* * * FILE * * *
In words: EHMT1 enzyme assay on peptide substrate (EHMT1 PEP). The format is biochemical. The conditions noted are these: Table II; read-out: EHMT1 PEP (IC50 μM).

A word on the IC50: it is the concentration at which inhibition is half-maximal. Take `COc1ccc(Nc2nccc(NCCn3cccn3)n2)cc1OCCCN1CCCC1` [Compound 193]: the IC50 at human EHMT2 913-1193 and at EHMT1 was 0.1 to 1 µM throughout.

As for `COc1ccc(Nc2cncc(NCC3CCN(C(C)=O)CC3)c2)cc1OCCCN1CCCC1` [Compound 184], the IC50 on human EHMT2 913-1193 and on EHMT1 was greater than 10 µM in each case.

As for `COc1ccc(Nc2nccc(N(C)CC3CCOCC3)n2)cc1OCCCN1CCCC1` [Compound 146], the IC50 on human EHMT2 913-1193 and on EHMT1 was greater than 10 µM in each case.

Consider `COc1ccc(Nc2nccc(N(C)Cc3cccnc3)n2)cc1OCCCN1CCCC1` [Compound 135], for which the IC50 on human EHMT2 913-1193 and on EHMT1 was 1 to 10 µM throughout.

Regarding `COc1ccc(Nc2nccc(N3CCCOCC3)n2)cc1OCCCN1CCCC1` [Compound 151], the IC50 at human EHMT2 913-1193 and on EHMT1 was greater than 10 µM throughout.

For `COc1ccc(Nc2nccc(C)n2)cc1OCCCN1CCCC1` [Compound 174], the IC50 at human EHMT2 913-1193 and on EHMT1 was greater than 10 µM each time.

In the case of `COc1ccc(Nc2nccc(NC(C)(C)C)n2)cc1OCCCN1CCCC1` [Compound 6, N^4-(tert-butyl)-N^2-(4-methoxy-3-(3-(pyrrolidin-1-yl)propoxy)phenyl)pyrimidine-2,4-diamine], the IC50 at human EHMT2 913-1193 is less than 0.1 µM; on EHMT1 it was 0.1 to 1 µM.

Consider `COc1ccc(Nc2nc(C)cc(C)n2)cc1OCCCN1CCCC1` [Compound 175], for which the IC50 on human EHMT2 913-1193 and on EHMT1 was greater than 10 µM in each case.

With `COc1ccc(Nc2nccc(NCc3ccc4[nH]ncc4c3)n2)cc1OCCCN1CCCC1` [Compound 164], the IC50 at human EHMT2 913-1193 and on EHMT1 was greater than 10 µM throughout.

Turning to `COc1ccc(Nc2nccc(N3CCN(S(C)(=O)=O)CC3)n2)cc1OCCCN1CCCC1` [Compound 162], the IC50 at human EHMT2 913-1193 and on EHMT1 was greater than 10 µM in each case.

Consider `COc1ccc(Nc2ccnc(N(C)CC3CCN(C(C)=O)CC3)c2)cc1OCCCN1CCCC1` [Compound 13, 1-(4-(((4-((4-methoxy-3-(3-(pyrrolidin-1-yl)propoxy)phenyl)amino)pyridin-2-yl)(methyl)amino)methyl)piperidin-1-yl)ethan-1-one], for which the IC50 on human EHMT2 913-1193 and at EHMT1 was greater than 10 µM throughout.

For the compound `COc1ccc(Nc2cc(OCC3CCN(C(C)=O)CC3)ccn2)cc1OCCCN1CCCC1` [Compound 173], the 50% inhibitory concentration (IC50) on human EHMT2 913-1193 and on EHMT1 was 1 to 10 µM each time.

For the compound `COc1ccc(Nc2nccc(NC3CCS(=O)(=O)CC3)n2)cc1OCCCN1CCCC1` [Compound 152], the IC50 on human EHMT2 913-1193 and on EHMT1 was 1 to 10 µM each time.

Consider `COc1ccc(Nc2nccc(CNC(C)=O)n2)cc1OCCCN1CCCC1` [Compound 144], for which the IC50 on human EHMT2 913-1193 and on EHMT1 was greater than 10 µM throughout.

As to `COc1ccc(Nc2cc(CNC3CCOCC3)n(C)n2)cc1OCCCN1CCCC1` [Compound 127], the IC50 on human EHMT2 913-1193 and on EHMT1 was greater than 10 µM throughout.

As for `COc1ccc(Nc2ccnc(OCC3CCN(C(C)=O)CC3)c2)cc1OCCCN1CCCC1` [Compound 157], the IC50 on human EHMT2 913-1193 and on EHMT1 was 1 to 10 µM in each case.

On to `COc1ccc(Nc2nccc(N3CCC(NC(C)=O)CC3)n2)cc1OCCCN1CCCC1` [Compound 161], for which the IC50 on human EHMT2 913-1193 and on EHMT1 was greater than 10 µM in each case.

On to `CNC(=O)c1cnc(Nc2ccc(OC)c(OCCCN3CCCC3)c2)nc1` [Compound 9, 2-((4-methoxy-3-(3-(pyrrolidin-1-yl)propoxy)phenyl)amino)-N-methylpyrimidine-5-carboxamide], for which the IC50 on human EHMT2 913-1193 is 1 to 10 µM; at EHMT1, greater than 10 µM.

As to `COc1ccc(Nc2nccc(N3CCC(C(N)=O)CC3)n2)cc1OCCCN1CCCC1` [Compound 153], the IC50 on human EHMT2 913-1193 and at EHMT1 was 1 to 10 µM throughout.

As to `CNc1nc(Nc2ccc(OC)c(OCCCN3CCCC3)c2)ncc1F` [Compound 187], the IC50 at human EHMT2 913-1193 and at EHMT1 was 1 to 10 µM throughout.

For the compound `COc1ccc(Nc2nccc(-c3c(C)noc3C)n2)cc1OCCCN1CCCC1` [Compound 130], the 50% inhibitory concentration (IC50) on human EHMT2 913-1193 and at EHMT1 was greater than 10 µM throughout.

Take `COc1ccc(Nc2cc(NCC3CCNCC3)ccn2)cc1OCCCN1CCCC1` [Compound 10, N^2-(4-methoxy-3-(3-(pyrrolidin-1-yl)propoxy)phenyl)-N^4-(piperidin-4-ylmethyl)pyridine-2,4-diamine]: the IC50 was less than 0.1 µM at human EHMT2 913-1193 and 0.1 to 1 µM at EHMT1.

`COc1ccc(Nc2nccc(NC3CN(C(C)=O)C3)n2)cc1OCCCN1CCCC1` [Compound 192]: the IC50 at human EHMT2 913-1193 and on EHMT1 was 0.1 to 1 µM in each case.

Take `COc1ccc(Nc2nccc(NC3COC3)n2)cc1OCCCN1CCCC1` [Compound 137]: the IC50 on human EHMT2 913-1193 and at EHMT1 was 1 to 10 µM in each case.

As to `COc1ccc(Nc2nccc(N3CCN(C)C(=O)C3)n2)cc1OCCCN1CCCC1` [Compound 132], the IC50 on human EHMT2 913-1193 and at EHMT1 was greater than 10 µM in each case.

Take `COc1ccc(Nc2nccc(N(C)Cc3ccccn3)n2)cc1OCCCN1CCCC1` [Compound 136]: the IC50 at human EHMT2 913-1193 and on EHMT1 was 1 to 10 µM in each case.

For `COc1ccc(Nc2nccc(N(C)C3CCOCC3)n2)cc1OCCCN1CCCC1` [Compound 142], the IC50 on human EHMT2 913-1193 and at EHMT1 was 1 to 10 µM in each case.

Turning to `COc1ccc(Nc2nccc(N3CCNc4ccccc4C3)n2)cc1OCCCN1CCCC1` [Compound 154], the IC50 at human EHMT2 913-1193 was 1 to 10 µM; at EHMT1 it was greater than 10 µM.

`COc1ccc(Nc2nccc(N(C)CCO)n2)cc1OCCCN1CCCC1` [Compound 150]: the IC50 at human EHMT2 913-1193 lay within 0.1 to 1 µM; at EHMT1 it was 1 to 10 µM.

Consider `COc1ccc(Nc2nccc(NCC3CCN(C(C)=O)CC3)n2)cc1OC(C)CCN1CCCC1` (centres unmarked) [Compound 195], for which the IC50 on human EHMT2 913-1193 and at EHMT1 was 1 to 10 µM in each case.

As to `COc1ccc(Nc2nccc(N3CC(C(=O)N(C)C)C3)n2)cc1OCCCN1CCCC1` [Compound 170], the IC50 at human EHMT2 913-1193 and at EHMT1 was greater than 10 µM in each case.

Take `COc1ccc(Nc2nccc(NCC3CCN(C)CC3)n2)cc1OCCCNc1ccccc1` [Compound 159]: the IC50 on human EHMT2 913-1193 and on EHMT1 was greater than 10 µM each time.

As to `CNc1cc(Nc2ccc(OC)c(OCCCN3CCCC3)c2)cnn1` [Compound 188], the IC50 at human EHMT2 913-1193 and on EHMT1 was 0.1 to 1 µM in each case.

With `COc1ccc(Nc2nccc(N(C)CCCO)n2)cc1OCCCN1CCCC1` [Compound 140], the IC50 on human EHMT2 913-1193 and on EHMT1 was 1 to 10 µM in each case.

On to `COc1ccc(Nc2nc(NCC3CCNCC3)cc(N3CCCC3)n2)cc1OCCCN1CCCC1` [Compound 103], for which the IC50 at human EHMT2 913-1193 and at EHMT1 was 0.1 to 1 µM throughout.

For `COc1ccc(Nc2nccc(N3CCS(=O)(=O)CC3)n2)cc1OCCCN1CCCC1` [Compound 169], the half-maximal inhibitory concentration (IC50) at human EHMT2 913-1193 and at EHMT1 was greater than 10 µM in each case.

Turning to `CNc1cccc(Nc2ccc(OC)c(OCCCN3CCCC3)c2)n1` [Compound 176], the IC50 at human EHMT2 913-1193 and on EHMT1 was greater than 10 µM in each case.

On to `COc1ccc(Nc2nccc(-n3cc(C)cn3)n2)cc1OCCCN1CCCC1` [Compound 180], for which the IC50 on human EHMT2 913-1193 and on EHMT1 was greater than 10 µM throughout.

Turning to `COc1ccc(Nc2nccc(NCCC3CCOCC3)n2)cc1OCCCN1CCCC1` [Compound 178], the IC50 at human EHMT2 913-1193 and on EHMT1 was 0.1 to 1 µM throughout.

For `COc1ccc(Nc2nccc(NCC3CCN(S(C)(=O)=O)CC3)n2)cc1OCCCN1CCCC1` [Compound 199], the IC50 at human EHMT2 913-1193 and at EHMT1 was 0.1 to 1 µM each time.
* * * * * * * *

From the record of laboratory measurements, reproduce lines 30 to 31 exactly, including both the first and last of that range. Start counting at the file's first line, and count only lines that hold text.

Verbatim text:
`COc1ccc(Nc2nccc(N(C)CCO)n2)cc1OCCCN1CCCC1` [Compound 150]: the IC50 at human EHMT2 913-1193 lay within 0.1 to 1 µM; at EHMT1 it was 1 to 10 µM.

Consider `COc1ccc(Nc2nccc(NCC3CCN(C(C)=O)CC3)n2)cc1OC(C)CCN1CCCC1` (centres unmarked) [Compound 195], for which the IC50 on human EHMT2 913-1193 and at EHMT1 was 1 to 10 µM in each case.